Malware descriptions

Rogueware campaign targeting Mac users

Not only Windows users are a target of bad guys that want to distribute rogueware. Now they are also attacking Mac users using the same and old blackhat SEO techniques, poisoning search results in popular search engines.

During our research about Osama Bin Laden’s death we saw the same malicious domains serving two rogueware applications specific to Mac OSX, called Best Mac Antivirus and MACDefender.

When doing searches the user can be redirected to some malicious domains, like this for example:
***-antivirus.cz.cc/fast-scan2/

So the malicious pages check for: browser agent (it must be Safari), the IP address (only US domains now) and the referrer (if it is Google or other search engine). After these checks the malicious page will show a fake scan screen:

Even though the page is showing a fake Windows screen, the file offered will be a .mpkg: the installer of the rogue application:

For the application to be installed, the user needs to input his root password.

This is the main window of the rogue application:

And the fake scanning:

The malicious application also displays gay-porn website and asks the user to pay US $79,95 to buy it:

As our researcher Kurt Baumgartner pointed out last April this was expected:

While the FakeAv rotation through .co.cc is not a shocker to security researchers at this point, one interesting domain popped out from the tens of thousands of .co.cc sub domain fakeav hits over the past day…”antispyware-macbook(dot)co(dot)cc”. This marketing quirk is odd, even for these guys. Does this domain suggest that another Apple based malware is in the works? Possibly.”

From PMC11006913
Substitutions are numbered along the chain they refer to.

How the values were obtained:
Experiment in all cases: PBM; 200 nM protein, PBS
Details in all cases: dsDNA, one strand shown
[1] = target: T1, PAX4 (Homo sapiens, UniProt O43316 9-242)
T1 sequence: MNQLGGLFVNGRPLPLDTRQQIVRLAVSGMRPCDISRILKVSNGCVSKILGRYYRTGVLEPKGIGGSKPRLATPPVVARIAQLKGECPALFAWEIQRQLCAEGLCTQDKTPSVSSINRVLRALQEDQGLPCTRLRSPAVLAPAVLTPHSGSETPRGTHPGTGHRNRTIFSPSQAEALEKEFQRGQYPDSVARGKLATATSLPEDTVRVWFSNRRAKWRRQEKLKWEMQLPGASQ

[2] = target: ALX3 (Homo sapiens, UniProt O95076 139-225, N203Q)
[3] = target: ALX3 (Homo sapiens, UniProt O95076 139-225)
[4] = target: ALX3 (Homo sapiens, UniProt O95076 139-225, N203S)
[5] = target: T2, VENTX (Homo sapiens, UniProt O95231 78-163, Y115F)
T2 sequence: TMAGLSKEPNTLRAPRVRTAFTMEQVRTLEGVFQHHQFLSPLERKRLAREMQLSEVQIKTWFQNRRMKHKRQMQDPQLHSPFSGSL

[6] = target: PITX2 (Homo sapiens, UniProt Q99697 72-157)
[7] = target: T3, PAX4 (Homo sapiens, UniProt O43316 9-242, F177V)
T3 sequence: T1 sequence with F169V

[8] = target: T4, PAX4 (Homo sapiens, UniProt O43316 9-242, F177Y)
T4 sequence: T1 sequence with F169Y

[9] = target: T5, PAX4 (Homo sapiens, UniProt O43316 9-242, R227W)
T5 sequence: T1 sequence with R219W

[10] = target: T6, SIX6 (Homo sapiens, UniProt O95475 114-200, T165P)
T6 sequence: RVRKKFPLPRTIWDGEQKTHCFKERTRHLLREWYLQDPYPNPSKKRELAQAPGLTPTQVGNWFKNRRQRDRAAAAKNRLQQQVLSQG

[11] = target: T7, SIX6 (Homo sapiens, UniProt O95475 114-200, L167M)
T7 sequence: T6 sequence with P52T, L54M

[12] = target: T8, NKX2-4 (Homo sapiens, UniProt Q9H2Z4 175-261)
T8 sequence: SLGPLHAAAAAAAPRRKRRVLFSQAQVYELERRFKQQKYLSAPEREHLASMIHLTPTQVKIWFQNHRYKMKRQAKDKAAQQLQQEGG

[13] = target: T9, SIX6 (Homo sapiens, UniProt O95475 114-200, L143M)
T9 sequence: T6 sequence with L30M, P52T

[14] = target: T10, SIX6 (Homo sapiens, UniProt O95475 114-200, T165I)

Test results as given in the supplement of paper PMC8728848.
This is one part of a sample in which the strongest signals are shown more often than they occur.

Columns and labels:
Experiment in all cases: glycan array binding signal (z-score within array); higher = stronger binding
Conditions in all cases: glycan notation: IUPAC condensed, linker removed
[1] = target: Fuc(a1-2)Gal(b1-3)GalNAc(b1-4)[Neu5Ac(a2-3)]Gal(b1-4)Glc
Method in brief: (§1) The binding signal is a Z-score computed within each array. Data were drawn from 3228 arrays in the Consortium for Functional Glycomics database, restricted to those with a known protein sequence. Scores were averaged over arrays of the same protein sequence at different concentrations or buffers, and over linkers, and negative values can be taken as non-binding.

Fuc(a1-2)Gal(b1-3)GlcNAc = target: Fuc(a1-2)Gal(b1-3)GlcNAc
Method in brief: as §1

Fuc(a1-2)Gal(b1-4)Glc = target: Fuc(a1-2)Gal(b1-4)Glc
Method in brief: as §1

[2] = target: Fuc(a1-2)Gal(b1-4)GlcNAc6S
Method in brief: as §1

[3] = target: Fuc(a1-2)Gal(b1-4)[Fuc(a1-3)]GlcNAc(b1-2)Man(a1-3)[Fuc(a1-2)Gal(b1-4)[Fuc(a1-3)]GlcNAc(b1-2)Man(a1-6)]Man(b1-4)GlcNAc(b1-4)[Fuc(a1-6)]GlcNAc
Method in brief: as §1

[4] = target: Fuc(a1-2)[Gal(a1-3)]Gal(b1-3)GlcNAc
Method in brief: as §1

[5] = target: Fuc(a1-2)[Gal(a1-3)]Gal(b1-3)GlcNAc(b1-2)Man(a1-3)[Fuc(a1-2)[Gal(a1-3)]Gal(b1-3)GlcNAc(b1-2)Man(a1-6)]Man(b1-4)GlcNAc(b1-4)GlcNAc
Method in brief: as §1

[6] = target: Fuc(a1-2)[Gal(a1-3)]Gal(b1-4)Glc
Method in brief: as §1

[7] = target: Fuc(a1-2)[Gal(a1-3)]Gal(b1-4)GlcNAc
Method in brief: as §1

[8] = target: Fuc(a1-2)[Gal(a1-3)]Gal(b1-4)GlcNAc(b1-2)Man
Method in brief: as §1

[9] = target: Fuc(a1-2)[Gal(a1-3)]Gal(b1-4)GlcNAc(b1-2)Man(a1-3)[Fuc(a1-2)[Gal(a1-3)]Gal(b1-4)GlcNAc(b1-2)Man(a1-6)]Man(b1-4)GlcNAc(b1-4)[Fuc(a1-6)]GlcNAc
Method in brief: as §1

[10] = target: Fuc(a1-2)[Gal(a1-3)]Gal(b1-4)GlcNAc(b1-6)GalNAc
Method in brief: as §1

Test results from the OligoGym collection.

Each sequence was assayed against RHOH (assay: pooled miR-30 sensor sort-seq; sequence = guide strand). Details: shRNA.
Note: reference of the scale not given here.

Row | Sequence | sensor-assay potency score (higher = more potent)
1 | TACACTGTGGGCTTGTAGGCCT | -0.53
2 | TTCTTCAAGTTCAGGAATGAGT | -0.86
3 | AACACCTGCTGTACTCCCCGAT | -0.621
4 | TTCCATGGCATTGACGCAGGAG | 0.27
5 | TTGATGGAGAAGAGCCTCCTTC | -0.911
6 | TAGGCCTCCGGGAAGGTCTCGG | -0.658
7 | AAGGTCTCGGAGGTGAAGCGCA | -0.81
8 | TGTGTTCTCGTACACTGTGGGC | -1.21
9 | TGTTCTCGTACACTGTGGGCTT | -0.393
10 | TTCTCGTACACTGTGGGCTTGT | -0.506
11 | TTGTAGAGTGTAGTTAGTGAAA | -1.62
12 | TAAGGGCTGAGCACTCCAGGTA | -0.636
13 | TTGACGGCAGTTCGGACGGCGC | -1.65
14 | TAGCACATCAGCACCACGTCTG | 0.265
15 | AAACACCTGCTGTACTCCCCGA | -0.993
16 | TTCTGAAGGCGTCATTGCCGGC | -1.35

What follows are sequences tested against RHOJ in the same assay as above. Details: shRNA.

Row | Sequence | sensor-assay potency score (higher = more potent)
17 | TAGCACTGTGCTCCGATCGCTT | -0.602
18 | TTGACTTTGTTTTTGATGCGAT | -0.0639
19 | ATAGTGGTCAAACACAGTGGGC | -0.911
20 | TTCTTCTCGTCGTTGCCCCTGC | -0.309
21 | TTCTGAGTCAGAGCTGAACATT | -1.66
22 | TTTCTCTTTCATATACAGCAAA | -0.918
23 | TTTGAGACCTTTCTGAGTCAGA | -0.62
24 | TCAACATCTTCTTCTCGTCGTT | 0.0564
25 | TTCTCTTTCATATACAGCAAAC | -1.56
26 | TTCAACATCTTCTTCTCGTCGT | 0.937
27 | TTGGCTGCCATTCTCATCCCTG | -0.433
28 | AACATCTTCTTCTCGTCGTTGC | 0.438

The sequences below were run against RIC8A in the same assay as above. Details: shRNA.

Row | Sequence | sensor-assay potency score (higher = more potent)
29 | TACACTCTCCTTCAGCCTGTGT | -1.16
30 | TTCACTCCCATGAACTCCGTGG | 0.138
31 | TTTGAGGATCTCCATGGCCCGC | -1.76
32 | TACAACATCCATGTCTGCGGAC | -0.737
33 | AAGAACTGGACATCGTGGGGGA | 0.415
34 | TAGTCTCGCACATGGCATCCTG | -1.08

Both applications are detected by Kaspersky Antivirus for Mac.

Rogueware campaign targeting Mac users

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Reports

The leap of a Cycldek-related threat actor

The investigation described in this article started with one such file which caught our attention due to the various improvements it brought to this well-known infection vector.

Lazarus targets defense industry with ThreatNeedle

In mid-2020, we realized that Lazarus was launching attacks on the defense industry using the ThreatNeedle cluster, an advanced malware cluster of Manuscrypt (a.k.a. NukeSped). While investigating this activity, we were able to observe the complete life cycle of an attack, uncovering more technical details and links to the group’s other campaigns.

Sunburst backdoor – code overlaps with Kazuar

While looking at the Sunburst backdoor, we discovered several features that overlap with a previously identified backdoor known as Kazuar. Our observations shows that Kazuar was used together with Turla tools during multiple breaches in past years.

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